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January 27, 2020

President Trump Expands Section 232 Metals Tariffs, Will Not Release Auto 232 Report

As Bloomberg reports, on Friday, January 24, the Trump administration announced that it will expand its Section 232 tariffs so that it will cover certain imported nails, staples, electrical wires, some downstream parts that go into automobiles and tractors, and other products.

In a proclamation, President Donald Trump said, “Although imports of aluminum articles and steel articles have declined since the imposition of the tariffs and quotas, the Secretary [of Commerce] has informed me that imports of certain derivatives of aluminum articles and imports of certain derivatives of steel articles have significantly increased since the imposition of the tariffs and quotas. The net effect of the increase of imports of these derivatives has been to erode the customer base for U.S. producers of aluminum and steel and undermine the purpose of the proclamations adjusting imports of aluminum and steel articles to remove the threatened impairment of the national security.”

Beginning February, 8, 2020, these imports of derivative aluminum products will be subject to an additional 10 percent duty while the imports of derivative steel products will face a 25 percent tariff. According to The Hill, those levies will be in addition to the original Section 232 tariffs for aluminum, which are 10 percent, and for steel, which are 25 percent.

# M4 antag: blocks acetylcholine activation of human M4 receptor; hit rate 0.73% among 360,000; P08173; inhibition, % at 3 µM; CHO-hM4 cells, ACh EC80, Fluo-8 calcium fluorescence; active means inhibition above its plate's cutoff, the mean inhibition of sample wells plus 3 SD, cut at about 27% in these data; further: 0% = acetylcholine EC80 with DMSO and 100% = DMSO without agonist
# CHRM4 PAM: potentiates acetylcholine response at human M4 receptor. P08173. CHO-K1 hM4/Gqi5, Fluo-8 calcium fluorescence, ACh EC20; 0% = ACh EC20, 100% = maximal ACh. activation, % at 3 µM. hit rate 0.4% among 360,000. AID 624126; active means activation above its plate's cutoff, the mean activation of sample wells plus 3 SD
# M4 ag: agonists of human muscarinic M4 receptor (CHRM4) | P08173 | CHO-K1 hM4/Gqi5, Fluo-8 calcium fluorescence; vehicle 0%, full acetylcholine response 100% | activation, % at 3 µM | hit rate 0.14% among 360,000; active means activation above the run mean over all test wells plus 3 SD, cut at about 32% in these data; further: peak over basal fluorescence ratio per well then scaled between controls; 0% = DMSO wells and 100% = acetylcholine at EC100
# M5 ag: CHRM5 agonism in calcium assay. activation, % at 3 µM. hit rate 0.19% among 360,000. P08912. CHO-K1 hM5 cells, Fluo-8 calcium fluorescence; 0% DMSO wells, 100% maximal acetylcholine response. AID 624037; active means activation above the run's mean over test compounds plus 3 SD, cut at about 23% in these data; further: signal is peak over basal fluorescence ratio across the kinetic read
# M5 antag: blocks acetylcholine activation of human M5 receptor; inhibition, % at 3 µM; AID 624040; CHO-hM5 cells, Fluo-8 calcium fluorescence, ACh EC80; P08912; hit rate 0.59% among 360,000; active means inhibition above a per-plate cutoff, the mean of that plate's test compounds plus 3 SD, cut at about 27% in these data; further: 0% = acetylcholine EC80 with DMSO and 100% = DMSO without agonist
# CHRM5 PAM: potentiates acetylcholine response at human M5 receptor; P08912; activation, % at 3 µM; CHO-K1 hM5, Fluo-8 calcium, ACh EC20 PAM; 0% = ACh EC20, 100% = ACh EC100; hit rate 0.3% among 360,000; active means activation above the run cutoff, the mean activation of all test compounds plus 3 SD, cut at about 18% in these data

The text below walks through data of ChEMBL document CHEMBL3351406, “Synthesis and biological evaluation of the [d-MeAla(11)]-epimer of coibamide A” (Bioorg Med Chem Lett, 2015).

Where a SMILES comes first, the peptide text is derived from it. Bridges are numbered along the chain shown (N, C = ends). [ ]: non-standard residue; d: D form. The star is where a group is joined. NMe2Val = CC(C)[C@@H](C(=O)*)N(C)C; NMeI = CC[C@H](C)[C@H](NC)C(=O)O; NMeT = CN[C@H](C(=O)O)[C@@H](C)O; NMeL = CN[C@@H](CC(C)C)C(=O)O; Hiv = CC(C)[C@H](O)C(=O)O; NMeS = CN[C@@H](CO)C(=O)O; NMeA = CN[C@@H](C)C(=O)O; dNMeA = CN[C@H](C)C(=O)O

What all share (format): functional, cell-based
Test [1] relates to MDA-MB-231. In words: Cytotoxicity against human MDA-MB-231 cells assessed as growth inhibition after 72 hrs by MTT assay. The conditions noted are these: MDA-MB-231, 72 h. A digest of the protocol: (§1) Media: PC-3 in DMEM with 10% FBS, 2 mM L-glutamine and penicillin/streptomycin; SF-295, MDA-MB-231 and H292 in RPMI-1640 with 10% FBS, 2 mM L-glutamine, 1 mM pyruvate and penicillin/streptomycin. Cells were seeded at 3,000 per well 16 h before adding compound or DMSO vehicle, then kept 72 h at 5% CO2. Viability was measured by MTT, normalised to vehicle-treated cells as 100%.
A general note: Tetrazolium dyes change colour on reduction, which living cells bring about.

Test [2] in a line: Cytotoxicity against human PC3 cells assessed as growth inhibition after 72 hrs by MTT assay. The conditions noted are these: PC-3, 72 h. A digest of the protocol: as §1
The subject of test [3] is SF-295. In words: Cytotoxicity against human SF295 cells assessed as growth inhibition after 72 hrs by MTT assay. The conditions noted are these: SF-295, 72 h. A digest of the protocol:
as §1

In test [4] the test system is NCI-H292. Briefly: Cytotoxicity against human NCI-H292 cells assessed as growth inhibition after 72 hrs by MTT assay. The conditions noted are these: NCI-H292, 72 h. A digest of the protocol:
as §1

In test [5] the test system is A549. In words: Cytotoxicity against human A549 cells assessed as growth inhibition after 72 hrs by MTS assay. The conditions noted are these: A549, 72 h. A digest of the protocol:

Argentina, Australia, Canada and Mexico will be exempt from the levies on aluminum products while Brazil, Argentina, Canada, Australia, Mexico, and South Korea will be exempt from the steel tariffs. (Incidentally, according to a new study by the Mercatus Center, U.S. steel importers have filed a total of 93,933 requests for exclusions from Section 232 steel tariffs. Half have been approved, 14 percent have been denied, and 36 percent remain pending. Aluminum importers have requested 13,249 exclusions. Forty-nine percent have been approved, seven percent have been denied, and 45 percent are pending.)

In related news: the U.S. Department of Commerce has ignored a provision that was included in the fiscal year 2020 spending bill signed by Trump on December 20, 2019 that required, within 30 days, the department to publish the results of its 2018 Section 232 investigation on auto imports.

Additionally, President Donald Trump and U.S. Treasury Secretary Steven Mnuchin told world leaders assembled at the World Economic Forum in Davos, Switzerland last week that the United States is not opposed to imposing “arbitrary taxes” on European automobile imports. Stay tuned to Connecting the Dots for all news related to the Trump administration’s Section 232 tariffs.